NEW YORK - There is little love lost between Alon Pinkas and Hasan Abdel Rahman. Nor do Pinkas, who is Israel's consul general in New York, and Abdel Rahman, the representative of the Palestinian Authority in Washington, make a secret of their mutual antipathy. Abdel Rahman has more than once labeled Pinkas a liar and a colonialist, and once even declared that he should be hauled before the international court for war criminals in The Hague. Pinkas, in contrast, keeps his true opinion of Abdel Rahman to himself, making do in public with broadsides such as: "Before you speak, you should go and learn a little history."
The two do not know each other personally, but in recent months, they have become a permanent duo on television current events programs in the United States. A prime example of the clashes between them occurred in mid-April on Larry King's popular interview program on CNN, which was devoted to the fighting in the Jenin refugee camp. King asked Pinkas if Israel would allow humanitarian aid workers into Jenin, and Pinkas replied that Israel had so far kept foreign groups away from the camp because the Palestinians had booby-trapped buildings there.
Abdel Rahman was incensed and branded Pinkas a complete liar. The Israeli diplomat, he said, was accusing the Palestinians of killing their own people. The terrorism in the region, he continued, was caused years ago by Israeli prime ministers. Pinkas retorted that Abdel Rahman was the only person he knew who had turned ignorance into an art form and suggested that he take some history lessons. Larry King cut in and stopped the exchange. Time had run out. Pinkas and Abdel Rahman went their separate ways. A few days later, they met again - and they will continue to meet. But the relations between them are frosty behind the scenes, too.
In the past few months, Alon Pinkas, 41, an Ehud Barak appointee, has become the embodiment of Israel in the United States. He has many advocates among Israel's supporters in America, who say that his English is good, that he comes across well on television and is convincing, credible and friendly. His critics - whose numbers are far smaller - maintain that he sometimes wastes precious time on ultra-clever but empty phraseology before he gets to the message that he should be getting across to the general public.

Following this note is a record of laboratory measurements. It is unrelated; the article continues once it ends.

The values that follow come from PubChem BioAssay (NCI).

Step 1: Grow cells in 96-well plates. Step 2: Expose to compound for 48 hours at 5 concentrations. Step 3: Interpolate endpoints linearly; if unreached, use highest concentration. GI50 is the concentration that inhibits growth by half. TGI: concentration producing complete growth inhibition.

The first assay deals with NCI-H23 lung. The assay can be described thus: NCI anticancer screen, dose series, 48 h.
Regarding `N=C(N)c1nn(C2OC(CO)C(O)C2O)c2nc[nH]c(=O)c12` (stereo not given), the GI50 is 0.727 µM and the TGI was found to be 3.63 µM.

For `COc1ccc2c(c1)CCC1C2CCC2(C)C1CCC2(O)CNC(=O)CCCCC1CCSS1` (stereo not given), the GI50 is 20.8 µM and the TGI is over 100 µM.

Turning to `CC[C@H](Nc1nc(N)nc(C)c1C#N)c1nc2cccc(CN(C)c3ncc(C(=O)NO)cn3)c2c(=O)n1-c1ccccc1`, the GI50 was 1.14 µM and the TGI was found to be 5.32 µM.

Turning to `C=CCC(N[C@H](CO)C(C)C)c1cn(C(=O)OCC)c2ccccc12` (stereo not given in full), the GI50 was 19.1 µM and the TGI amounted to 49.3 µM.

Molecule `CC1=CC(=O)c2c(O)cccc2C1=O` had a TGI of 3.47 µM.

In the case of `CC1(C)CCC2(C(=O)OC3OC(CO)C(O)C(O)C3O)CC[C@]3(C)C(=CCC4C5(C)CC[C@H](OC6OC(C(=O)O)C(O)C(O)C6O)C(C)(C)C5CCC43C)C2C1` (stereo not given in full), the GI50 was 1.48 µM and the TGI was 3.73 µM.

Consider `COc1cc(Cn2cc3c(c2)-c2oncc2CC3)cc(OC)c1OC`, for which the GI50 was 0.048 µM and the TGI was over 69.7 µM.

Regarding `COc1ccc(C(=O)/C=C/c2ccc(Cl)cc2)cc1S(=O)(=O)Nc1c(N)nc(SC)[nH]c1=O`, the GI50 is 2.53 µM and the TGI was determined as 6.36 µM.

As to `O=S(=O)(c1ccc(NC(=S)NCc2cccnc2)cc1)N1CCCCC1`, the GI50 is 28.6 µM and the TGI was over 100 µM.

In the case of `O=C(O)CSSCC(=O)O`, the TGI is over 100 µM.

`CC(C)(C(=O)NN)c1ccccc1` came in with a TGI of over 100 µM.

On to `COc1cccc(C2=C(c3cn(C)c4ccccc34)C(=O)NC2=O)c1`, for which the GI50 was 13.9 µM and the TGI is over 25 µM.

Senior staff members in the consulate have mainly good things to say about their boss. True, there are some who say that "he has a short fuse" and that "he can be very blunt," but overall, he is on good terms with his subordinates. He is far from lazy, makes many public appearances and gives the impression that he enjoys what he is doing.
To hone his skills, Pinkas took lessons from Lilian Wilder, who was Benjamin Netanyahu's television tutor. A veteran in the profession, Wilder worked with Richard Nixon and prepared him for his television debates. She is an ardent supporter of Israel and is constantly appalled at the unprofessional manner and wordiness that Israelis display on television. So she teaches them for free. Nearly every new consul general in New York becomes her pupil. Pinkas started off seeing Wilder every week or two. He still meets with her, but less frequently - no more than once every two or three weeks. The work consists mainly of analyzing videotapes and practical training.
"She is a sharp but businesslike critic," Pinkas relates. "I am usually not satisfied with my appearances, so we sit together to analyze things and see where I can improve. I learn a lot of technique and get plenty of advice - such as to be calm, not to butt in, to assume that people will remember only the first thing and the last thing I say - which helps me prepare for my next appearance."
Into the breach
How did Pinkas come to be a center of media interest? Israel's senior representative in the United States, Ambassador David Ivri - who has just completed his tour of duty - did not come across well on the small screen. Foreign diplomats here say that he did not feel comfortable in front of the camera. The ambassador to the United Nations, Moroccan-born Yehuda Lancry, speaks French well, and his English, too, is laced with a French accent, which does not make a good impression on American audiences. Three members of the Israeli diplomatic corps stepped into the breach: Mark Regev, the spokesman of the embassy in Washington; Ido Aharoni, the spokesman of the consulate in New York; and Yuval Rotem, the consul general in San Francisco. However, the bulk of the day-to-day burden falls on the shoulders of Alon Pinkas. And he seems to be loving every minute.
"There have been days when I was in six or seven different television studios," Pinkas says, "and even on slower days, I did at least two or three programs. The people I spend the most time with are the makeup women. It was a crazy time - and it's still going on - because of the intensive events in the Middle East."
Alon Pinkas who, with his wife, Revital, has two daughters, ages five and two, was born in Rehovot. During his childhood, his parents were Jewish Agency emissaries in New York. He managed to retain the English he picked up then by reading sports magazines. He served in the Armored Corps and was a tank commander in the eastern sector during the 1982 Lebanon War. After getting a B.A. in political science at Hebrew University in Jerusalem, he did his M.A. at Georgetown University in Washington, where one of his lecturers was Madeleine Albright, who would afterward become secretary of state in the Clinton administration. One student in a course on the Middle East and the U.S. in which Pinkas was a teaching assistant was Abdullah, now the king of Jordan. Pinkas also served as assistant military attache in the Israeli embassy at the time.
Returning to Israel in 1990, he worked as the military correspondent of The Jerusalem Post and also wrote for Davar, the now-defunct daily of the Histadrut federation of labor. At the end of 1991, he became a policy adviser to Shimon Peres, who was then the leader of the opposition. When Peres became foreign minister, in the government of Yitzhak Rabin, Pinkas retained his position.